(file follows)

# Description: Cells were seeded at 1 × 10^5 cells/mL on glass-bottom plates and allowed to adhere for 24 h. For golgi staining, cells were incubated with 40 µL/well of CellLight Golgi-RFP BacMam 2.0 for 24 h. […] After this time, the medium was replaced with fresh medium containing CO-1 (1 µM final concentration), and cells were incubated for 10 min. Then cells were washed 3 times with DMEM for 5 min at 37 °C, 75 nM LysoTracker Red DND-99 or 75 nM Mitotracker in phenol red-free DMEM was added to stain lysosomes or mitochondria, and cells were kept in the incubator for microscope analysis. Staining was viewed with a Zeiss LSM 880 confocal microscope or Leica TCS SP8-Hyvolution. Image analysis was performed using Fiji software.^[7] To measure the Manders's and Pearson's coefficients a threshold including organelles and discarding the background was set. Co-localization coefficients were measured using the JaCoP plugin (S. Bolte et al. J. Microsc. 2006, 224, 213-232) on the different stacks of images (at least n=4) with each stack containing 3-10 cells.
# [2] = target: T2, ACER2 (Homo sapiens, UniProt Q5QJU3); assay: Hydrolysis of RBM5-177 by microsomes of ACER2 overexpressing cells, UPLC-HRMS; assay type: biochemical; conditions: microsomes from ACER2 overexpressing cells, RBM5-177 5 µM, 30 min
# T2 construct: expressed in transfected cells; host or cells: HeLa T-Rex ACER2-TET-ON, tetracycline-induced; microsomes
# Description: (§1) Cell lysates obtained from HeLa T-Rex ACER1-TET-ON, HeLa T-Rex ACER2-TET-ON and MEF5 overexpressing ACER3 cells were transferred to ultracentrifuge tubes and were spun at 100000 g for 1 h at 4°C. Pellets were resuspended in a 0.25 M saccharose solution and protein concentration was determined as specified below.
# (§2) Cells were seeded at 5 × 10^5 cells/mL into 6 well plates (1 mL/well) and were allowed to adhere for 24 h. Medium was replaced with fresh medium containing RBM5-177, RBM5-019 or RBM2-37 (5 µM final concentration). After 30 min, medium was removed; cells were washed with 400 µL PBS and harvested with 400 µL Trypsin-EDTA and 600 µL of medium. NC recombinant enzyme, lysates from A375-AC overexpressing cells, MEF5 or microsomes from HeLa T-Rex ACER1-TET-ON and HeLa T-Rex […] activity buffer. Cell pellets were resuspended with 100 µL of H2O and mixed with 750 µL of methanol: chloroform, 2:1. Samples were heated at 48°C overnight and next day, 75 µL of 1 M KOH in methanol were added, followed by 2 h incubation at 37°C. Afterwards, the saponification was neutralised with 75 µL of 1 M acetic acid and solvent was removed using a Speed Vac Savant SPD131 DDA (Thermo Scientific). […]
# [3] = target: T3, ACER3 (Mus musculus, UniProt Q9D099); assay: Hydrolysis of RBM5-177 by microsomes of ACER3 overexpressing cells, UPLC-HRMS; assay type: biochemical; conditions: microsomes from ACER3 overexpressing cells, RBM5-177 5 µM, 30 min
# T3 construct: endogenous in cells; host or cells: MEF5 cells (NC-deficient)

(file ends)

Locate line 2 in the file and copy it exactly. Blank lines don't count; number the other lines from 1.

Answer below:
# [2] = target: T2, ACER2 (Homo sapiens, UniProt Q5QJU3); assay: Hydrolysis of RBM5-177 by microsomes of ACER2 overexpressing cells, UPLC-HRMS; assay type: biochemical; conditions: microsomes from ACER2 overexpressing cells, RBM5-177 5 µM, 30 min